What’s worse, this fat is preserved with BHA/BHT, suspected cancer-causing agents, and ethoxyquin, a controversial preservative linked to birth defects, stillborn puppies, liver failure, infertility and cancer.

From here, the list goes on to include a number of other items.

But to be realistic, ingredients located this far down the list (other than nutritional supplements) are not likely to affect the overall rating of this product.

With four notable exceptions

First, animal digest is a chemically hydrolyzed mixture of animal by-products that is typically sprayed onto the surface of a dry kibble to improve its taste.

Next, we find no mention of probiotics, friendly bacteria applied to the surface of the kibble after processing to help with digestion.

In addition, the minerals listed here do not appear to be chelated. And that can make them more difficult to absorb. Non-chelated minerals are usually associated with lower quality dog foods.

And lastly, this food also contains menadione, a controversial form of vitamin K linked to liver toxicity, allergies and the abnormal break-down of red blood cells.

Since vitamin K isn’t required by AAFCO in either of its dog food nutrient profiles, we question the use of this substance in any canine formulation.

Hi-Point Dog Food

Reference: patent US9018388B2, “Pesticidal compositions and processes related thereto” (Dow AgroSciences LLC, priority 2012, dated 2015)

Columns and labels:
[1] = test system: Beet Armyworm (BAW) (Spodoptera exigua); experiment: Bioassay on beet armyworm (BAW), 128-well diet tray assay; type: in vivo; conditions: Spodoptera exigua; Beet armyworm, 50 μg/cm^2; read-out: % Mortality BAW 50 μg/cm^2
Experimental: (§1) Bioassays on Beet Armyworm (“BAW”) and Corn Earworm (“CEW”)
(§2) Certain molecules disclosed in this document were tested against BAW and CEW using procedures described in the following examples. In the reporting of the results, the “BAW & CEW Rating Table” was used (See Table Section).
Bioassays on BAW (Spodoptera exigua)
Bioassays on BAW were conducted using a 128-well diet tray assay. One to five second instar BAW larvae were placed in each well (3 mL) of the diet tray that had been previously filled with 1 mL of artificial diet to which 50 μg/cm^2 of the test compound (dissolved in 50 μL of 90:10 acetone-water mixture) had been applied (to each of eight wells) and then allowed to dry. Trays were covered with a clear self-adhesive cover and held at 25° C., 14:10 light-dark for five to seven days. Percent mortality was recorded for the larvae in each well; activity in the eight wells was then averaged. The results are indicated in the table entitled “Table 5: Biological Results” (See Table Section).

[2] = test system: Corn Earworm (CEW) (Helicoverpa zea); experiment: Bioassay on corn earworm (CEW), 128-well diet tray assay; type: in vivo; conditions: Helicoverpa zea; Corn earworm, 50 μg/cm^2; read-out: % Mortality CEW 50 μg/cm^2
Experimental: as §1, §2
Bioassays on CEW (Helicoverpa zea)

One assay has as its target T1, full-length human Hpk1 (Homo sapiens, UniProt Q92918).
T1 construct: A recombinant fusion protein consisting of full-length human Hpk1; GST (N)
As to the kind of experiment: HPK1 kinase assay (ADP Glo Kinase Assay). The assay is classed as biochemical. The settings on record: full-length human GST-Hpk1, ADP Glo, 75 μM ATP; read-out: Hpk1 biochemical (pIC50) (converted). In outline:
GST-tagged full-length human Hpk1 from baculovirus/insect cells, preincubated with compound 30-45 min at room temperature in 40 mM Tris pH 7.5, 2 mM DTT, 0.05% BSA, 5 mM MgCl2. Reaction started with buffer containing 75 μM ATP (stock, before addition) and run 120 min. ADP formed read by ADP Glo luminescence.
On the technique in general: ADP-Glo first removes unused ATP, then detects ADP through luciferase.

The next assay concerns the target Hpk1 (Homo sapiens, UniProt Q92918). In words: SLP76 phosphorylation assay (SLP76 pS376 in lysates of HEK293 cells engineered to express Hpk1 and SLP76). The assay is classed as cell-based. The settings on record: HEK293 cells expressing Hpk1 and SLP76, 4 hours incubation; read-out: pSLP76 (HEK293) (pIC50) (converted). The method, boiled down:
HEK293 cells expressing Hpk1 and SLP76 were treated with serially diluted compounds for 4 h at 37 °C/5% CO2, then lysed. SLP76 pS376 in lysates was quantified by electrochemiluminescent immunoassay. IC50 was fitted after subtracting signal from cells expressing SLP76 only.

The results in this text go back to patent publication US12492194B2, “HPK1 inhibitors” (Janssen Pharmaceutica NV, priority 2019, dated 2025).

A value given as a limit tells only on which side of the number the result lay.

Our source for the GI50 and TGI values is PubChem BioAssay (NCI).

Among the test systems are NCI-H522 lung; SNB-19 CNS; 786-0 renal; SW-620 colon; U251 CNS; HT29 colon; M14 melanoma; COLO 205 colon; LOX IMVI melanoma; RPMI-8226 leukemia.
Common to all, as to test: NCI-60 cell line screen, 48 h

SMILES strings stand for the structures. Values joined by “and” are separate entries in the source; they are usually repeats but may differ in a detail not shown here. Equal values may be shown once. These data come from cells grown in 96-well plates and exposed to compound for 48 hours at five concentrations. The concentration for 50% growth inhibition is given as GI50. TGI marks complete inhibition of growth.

The Bottom Line

Judging by its ingredients alone, Hi-Point Dog Food looks like a below-average dry product.

But ingredient quality by itself cannot tell the whole story. We still need to estimate the product’s meat content before determining a final rating.

The dashboard displays a dry matter protein reading of 24%, a fat level of 11% and estimated carbohydrates of about 57%.

As a group, the brand features an average protein content of 27% and a mean fat level of 14%. Together, these figures suggest a carbohydrate content of 51% for the overall product line.

And a fat-to-protein ratio of about 53%.

Near-average protein. Below-average fat. And above-average carbs when compared to a typical dry dog food.

When you consider the protein-boosting effect of the soybean meal, this looks like the profile of a kibble containing a modest amount of meat.

Bottom line?

Hi-Point Dog Food is a plant-based kibble using a modest amount of meat and bone meal, poultry by-product meal or chicken meal as its main sources of animal protein, thus earning the brand 1 star.

Not recommended.